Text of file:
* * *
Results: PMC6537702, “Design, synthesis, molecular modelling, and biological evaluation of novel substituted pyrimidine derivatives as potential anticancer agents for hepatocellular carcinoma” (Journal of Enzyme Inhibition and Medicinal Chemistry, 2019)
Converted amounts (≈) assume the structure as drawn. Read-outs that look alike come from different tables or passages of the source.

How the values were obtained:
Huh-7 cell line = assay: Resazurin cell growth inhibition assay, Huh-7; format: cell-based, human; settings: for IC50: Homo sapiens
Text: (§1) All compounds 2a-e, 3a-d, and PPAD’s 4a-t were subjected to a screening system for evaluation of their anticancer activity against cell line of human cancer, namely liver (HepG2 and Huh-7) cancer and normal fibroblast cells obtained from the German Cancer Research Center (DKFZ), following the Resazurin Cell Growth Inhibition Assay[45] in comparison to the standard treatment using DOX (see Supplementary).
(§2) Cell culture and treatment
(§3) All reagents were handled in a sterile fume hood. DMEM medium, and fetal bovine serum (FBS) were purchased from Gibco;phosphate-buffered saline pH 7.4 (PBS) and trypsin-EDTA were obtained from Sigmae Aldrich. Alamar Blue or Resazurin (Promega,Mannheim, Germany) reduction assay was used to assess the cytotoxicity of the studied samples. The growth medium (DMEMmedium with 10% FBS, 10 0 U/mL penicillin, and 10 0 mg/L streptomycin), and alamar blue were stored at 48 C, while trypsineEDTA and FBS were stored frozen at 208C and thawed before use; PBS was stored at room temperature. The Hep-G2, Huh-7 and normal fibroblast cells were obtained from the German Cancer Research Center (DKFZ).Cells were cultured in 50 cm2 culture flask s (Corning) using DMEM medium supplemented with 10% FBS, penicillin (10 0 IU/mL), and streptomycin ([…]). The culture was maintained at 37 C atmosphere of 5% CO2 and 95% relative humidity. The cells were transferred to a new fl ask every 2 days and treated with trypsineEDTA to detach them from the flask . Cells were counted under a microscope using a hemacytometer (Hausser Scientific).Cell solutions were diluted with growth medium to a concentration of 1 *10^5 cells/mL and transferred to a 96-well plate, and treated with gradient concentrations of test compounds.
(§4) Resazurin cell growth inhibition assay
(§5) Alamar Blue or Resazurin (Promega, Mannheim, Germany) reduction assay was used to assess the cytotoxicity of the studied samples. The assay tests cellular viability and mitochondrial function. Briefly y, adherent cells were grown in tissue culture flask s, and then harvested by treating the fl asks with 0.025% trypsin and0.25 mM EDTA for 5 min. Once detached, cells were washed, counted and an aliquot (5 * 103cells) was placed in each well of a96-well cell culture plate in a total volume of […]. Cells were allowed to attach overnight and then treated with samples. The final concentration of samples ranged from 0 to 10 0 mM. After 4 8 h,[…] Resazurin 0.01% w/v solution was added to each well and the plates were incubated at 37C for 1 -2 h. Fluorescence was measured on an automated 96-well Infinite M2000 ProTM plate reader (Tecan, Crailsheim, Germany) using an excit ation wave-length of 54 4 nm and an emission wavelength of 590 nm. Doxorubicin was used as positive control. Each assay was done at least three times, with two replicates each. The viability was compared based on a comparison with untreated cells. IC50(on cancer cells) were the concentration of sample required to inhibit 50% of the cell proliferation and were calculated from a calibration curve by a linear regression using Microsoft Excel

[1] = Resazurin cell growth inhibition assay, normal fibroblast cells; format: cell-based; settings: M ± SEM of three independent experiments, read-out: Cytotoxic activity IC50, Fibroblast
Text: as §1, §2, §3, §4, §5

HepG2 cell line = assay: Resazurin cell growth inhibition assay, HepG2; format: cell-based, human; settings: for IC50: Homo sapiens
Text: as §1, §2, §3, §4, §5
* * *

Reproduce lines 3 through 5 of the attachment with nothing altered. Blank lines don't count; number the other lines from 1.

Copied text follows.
How the values were obtained:
Huh-7 cell line = assay: Resazurin cell growth inhibition assay, Huh-7; format: cell-based, human; settings: for IC50: Homo sapiens
Text: (§1) All compounds 2a-e, 3a-d, and PPAD’s 4a-t were subjected to a screening system for evaluation of their anticancer activity against cell line of human cancer, namely liver (HepG2 and Huh-7) cancer and normal fibroblast cells obtained from the German Cancer Research Center (DKFZ), following the Resazurin Cell Growth Inhibition Assay[45] in comparison to the standard treatment using DOX (see Supplementary).